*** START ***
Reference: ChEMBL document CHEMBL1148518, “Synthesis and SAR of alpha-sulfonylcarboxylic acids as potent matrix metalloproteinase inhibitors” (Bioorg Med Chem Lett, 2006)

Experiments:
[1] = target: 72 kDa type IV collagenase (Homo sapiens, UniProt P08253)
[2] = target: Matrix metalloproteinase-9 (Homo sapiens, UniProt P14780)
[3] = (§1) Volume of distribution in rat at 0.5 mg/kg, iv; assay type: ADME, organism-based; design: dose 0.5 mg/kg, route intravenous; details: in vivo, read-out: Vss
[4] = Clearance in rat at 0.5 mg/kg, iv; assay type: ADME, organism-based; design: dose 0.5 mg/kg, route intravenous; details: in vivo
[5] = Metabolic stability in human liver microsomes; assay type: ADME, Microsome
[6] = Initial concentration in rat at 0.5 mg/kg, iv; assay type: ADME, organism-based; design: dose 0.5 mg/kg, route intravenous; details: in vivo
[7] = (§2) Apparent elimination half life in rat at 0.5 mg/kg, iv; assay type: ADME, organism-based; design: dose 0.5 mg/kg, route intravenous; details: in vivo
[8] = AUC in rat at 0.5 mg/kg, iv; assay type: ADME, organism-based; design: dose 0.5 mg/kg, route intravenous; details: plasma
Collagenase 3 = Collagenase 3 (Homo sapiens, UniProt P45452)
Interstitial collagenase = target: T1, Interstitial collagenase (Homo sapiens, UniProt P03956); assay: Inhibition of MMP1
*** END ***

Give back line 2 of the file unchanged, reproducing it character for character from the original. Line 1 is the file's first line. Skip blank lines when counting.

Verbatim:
Experiments: